Amid presidential election season, Republicans dealt a sharp blow to Democrats Tuesday, as Republican Bob Turner won a special House election in New York. The Republican victory, in the race to fill the seat vacated by scandal-plagued Anthony Weiner, gives Republicans a victory in the district that President Barack Obama won with 55 percent in the 2008 election, and one Democrats have held for four years.

Turner, a retired broadcasting executive, became the first Republican to win New York's ninth congressional district since 1920, revealing that many voters are unhappy with Obama three years into his term of office and with high unemployment and the slow-growth U.S. economy. Among registered voters in the district, three Democrats out number one Republican, signaling the upset victory pulled off by Turner.

We've been asked by the people of this district to send a message to Washington and I hope they hear it laud and clear, Turner told supporters. We're ready to say, 'Mr. President, we are on the wrong track.'

Turner's victory also shows that many voters, Democrats included, are fed up with the U.S. government's $14.5 trillion deficit. He entered the race because he said he was fed up with overspending in Washington, and called throughout the campaign for deep budget cuts. Turner's opponent, Democrat David Weprin, is a Democratic assemblyman connected with a prominent political family -- yet he couldn't muster victory despite seemingly strong odds in the Brooklyn and Queens-area district.

His victory is a signal for what's to come in the presidential election, Turner said, a 70-year-old Catholic.

This message will resound for a full year. It will resound into 2012, said Turner. I only hope our voices are heard, and we can start putting things right again.

Turner was endorsed by the likes of Democrat Ed Koch, the firmer New York mayor, who said he was sending a message to Obama on policies toward Israel with the support. Also, Weprin's views on gay marriage in addition to Israel cost him support with many Jewish voters.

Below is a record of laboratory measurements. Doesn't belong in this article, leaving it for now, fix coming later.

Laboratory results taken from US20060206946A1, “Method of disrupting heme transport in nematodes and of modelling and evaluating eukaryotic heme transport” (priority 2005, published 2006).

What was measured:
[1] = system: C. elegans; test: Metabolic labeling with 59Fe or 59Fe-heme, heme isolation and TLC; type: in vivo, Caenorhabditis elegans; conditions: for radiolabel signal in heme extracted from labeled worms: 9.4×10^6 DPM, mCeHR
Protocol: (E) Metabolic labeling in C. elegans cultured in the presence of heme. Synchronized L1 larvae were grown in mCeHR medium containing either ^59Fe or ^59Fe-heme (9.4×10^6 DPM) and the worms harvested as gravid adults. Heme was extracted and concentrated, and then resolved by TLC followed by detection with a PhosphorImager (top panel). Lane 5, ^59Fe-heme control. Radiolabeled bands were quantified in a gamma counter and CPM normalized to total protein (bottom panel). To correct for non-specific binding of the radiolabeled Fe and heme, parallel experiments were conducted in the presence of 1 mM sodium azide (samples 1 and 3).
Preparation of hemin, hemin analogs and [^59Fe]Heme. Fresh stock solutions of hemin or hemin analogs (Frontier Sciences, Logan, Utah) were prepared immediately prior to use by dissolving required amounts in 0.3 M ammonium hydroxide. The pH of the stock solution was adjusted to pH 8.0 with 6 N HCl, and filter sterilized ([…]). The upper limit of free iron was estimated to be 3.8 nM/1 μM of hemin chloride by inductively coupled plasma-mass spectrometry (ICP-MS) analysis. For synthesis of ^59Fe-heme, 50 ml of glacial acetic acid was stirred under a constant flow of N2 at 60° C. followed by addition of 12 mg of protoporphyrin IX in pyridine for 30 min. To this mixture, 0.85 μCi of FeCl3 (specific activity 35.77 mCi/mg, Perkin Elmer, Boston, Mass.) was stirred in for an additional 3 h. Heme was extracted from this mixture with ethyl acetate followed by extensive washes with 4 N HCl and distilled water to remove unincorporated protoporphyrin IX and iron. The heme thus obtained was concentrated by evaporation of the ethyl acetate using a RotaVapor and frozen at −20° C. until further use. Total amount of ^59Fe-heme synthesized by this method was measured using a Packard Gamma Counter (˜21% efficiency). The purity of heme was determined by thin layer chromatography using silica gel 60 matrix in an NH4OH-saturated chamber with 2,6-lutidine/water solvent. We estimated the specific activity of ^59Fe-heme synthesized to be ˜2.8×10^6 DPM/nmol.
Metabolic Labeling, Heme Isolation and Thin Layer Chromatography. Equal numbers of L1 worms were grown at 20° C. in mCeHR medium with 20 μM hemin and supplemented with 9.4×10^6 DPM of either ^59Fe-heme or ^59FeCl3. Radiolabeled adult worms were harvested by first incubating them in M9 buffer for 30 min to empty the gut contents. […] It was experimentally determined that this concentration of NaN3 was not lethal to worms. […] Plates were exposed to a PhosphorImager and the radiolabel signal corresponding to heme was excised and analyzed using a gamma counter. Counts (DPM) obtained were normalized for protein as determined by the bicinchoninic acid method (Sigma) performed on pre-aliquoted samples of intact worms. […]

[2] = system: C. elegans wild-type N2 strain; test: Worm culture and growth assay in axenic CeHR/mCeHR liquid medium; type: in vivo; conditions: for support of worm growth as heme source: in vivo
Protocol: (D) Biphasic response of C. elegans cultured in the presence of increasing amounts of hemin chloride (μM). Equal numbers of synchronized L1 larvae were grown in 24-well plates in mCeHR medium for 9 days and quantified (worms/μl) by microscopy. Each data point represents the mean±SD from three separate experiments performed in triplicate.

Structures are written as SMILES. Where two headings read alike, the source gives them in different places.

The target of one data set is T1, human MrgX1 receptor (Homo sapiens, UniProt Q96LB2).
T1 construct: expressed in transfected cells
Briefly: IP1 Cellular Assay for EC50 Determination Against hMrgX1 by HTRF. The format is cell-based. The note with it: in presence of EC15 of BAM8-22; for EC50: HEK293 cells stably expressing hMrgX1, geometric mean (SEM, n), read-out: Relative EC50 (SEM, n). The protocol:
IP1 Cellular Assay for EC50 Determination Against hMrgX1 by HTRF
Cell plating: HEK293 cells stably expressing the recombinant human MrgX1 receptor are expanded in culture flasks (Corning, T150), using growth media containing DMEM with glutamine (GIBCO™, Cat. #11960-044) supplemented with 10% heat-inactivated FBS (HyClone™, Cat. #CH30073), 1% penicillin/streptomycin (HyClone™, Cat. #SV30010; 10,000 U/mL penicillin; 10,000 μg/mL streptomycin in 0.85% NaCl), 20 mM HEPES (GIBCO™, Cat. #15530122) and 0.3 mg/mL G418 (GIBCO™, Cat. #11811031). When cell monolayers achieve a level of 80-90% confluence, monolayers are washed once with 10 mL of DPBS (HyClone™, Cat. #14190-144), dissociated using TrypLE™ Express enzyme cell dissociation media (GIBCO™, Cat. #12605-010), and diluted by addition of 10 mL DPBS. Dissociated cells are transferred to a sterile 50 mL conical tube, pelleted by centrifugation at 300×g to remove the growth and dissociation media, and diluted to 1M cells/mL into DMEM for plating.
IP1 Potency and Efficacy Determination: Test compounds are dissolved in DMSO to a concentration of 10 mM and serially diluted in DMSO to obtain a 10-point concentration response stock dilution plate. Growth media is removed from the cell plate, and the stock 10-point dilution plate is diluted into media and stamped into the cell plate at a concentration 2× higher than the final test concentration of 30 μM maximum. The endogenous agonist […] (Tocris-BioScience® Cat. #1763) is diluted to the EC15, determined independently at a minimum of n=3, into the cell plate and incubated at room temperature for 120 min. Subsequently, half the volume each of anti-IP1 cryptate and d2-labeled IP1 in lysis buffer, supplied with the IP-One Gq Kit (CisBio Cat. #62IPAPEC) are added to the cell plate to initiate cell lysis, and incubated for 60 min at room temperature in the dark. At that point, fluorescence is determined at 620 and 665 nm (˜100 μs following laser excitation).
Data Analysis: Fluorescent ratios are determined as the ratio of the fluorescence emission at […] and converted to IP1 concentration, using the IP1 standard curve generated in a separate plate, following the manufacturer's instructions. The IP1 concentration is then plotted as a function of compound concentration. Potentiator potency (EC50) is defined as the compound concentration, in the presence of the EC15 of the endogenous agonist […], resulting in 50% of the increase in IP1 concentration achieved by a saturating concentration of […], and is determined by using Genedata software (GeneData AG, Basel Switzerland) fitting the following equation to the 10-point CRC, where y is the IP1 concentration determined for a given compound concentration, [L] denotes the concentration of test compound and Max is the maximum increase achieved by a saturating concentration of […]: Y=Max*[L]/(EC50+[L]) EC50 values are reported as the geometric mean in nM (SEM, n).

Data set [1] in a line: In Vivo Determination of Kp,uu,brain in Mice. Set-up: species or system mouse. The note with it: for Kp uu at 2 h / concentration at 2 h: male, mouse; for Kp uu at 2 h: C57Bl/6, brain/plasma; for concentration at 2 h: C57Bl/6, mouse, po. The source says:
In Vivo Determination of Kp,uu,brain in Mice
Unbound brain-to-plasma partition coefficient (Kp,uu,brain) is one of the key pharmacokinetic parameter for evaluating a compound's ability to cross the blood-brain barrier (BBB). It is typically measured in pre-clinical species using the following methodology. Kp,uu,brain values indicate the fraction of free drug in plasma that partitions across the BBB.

A recent Siena Poll showed that Obama, who beat John McCain in the district by 11 points in 2008, is approved by just 43 percent of the district's voters right now, while 54 percent said they disapproved of Obama.

With 80 percent of the ballots counted early Wednesday morning, Turner led Weprin by six percentage points.

Weprin had raised $500,000 for the race, compared to Turner's $200,000, but the former candidate for New York City comptroller couldn't get the win despite last minute campaign help from former President Bill Clinton. 

In another key Republican victory at the polls Tuesday, Republican Mark Amodei won an easy victory over Democrat Kate Marshall in a U.S. House special election -- considered a key presidential swing state.

Republicans were already hailing the House race victories as voters sending a message to Obama and Democrats. In a a fundraising email to supporters Tuesday night, National Republican Congressional Committee chairman Rep. Pete Sessions said, The president was not on the ballot tonight, but his failed policies were an albatross for the Democrats who were. By defeating two hand-picked Democrat candidates, you sent Obama a loud and clear message.